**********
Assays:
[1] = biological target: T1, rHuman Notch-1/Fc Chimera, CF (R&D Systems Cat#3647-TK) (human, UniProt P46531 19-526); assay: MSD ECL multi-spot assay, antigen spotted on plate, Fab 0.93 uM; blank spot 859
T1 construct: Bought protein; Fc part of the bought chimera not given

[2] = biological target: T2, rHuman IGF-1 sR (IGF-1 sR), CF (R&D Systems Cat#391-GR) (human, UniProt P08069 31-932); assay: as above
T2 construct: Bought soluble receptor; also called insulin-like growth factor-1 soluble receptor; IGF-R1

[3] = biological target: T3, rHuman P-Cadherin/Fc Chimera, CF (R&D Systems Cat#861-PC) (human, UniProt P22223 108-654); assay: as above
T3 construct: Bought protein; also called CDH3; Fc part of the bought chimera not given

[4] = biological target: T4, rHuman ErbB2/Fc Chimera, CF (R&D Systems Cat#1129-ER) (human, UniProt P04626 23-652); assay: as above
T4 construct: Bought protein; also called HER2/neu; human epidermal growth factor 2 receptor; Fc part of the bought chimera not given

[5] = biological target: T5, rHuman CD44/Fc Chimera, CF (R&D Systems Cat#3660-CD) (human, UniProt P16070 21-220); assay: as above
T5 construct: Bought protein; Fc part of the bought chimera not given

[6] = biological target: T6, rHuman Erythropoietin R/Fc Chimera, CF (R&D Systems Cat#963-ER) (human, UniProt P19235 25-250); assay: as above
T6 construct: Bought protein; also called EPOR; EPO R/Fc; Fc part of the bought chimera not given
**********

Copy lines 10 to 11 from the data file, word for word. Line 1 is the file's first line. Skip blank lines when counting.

[5] = biological target: T5, rHuman CD44/Fc Chimera, CF (R&D Systems Cat#3660-CD) (human, UniProt P16070 21-220); assay: as above
T5 construct: Bought protein; Fc part of the bought chimera not given